Really I just collaborated with many musicians to produce the score. Some moments are full tracks from a close knit musical family I know and relate to, that speak to the themes of the film, and others are studio collaborations which are collectively produced and I crafted into the film. Before shooting the film Kelly Jeffrey (the DP) and I would share music leading into it, which would help inform the visuals. On set I played many of these tracks throughout the day to give the mood of the film behind the scenes, something that will resonate with the final film. Yma Sumac was on deep rotation.

Moving into scoring, I reached out to musician’s that I am associated to and are part of the collective conscious within our artistic community. I collaborated with my brother, Daniel Stricker on integral elements of this score, and I wrapped Christopher Votek’s cello throughout these pieces. We incorporated some of Daniel’s music with Sebastien Tellier and John Kirby to personify that 70s seductive sound. He really sets the smooth sound to understand Maverick’s character and tone. I spoke at lengths with Natalie of Weyes Blood to sync her music, as her lyrics encapsulate the themes explored in this film, while embodying a classic voice in a modern interpretation. She has experienced a similar situation encountered in the film, in her life, and thus her music sonically underlines Maverick’s voice. Empress Of is a collaborator, and contemporary female powerhouse producer and performer. Our process together was shutting off in a room all day exploring loops together that played into her sensibility. Then sitting for weeks with Ben Freer and Jordan Meltzer mixing the tracks and creating the soundscape into a 5.1 surround sound experience, was heaven!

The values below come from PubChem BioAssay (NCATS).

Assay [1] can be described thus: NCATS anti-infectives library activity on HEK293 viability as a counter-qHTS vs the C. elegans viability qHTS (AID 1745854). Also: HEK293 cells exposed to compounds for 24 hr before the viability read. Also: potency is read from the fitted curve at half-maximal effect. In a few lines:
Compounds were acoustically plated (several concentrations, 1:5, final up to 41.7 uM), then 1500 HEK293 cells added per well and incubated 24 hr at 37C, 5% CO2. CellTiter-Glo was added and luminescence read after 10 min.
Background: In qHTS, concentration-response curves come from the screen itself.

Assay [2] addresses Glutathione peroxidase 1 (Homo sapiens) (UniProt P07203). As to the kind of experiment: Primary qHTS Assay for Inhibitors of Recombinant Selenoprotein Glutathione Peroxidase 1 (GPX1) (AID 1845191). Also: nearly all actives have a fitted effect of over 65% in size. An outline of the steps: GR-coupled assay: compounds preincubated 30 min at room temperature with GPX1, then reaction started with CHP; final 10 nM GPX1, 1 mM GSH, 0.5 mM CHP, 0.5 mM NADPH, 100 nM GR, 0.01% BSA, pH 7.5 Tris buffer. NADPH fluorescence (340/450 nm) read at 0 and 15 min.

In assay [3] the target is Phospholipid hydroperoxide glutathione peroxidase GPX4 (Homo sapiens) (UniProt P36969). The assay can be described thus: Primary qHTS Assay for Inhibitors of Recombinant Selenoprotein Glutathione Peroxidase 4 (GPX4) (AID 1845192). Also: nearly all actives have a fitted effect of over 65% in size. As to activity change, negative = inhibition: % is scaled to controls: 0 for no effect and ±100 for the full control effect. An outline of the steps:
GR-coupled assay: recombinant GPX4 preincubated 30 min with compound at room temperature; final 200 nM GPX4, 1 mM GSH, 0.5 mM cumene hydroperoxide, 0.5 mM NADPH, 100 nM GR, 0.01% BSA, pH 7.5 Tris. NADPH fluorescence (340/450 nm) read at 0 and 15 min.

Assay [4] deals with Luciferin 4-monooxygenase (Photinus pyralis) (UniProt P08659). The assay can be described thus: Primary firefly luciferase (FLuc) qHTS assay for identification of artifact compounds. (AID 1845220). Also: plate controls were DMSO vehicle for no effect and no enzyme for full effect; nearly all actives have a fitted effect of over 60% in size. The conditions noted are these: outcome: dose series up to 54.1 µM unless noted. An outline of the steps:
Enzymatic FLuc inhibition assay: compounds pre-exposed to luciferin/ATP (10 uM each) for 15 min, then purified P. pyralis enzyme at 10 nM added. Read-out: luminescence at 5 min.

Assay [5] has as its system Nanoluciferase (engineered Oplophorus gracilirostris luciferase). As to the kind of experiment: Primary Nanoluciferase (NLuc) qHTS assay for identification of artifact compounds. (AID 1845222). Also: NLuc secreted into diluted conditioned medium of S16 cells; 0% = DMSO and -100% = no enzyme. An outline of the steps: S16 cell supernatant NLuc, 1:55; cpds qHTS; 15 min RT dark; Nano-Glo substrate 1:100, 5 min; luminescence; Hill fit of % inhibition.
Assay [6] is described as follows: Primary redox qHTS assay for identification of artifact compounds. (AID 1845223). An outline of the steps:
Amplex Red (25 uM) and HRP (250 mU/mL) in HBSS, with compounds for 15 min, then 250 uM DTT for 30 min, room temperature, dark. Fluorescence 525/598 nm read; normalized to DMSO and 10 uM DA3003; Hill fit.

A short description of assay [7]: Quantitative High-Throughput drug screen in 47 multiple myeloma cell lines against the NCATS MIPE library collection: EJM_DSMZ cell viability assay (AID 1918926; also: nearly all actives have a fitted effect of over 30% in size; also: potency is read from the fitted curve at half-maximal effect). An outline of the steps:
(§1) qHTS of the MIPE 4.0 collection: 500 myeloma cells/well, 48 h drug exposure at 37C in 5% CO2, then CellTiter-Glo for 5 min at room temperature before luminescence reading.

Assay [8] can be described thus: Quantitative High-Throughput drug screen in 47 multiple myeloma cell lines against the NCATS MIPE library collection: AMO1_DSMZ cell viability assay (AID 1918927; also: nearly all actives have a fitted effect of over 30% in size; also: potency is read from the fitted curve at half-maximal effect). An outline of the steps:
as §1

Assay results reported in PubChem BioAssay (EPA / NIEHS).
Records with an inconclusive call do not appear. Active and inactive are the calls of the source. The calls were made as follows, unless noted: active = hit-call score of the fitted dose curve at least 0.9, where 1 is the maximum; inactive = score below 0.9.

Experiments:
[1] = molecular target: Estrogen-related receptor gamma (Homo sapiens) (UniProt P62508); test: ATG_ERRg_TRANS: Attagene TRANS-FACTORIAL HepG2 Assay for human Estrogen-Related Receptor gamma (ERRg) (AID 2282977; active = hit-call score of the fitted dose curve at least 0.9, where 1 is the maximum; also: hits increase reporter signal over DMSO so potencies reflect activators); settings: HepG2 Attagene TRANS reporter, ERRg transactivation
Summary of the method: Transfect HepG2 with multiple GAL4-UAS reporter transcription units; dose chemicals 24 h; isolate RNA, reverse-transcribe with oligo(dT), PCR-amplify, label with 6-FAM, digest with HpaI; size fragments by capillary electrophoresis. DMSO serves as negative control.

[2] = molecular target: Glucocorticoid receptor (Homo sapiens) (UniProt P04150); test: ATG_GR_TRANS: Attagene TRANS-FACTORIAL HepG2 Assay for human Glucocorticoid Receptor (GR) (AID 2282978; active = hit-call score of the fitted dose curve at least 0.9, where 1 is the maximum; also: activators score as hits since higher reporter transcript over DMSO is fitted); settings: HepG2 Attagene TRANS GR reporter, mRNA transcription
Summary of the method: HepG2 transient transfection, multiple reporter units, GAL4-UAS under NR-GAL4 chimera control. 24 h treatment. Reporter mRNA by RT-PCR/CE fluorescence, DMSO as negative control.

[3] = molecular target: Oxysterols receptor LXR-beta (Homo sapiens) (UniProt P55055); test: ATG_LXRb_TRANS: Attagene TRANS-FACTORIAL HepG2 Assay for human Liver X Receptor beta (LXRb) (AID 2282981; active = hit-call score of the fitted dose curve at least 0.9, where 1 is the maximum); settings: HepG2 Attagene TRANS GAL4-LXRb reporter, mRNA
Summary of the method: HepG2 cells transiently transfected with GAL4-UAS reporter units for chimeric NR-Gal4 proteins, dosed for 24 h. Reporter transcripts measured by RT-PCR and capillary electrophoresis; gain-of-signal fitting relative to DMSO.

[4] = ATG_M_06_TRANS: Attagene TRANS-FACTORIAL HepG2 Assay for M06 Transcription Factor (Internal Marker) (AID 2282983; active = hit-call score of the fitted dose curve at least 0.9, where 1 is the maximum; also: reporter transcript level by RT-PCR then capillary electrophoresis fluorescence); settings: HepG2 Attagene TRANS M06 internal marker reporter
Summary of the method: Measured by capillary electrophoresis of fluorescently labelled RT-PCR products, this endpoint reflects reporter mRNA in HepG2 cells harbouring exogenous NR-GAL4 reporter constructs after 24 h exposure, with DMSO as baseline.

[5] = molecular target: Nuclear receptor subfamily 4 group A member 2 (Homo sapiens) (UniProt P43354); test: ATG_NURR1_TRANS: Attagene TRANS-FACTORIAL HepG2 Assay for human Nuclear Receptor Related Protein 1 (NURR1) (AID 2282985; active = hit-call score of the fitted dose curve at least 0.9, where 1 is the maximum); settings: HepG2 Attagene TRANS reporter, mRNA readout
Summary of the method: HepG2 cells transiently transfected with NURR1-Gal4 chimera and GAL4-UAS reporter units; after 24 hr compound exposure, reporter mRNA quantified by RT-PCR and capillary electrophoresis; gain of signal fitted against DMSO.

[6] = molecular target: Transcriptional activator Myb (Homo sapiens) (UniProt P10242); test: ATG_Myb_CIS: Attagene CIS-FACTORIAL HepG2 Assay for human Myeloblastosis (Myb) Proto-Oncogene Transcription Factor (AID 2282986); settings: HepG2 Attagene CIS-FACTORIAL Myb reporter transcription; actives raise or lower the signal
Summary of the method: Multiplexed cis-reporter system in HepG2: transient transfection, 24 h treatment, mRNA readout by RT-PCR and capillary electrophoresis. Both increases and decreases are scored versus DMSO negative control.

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Maverick is produced by PET (along with Anonymous Content, Fox and Leopard, and Tech Avail) and you’re premiering it at a female film festival. Why is it important for women not just to be given a platform but to work and create around other women?
I think it is important to amplify female storytellers and showcase their work, to diversify the representation of female identity universally. It is rare to be able to share a perspective and vision, from beginning to end, without bending it to those that may have more control over an industry, that may not understand your experience. I think it is important to collectively support each other, and those who strive for this, so more diverse stories are told, and can be shared to the world. Presenting alternate forms of identity, ways of storytelling, or characters, that which I didn’t see enough of growing up, hopefully can give a pathway for others to inspire them share their own perspective, with an ever expanding potential to continue to push the boundaries.

Do you want to make longer feature films?
Yes. It is pretty much all I want to do. I am in the beginning processes of developing a feature in mind, as well as finding other features to develop.

This article originally appeared on i-D US.

Tagged:
abbey lee
Cara Stricker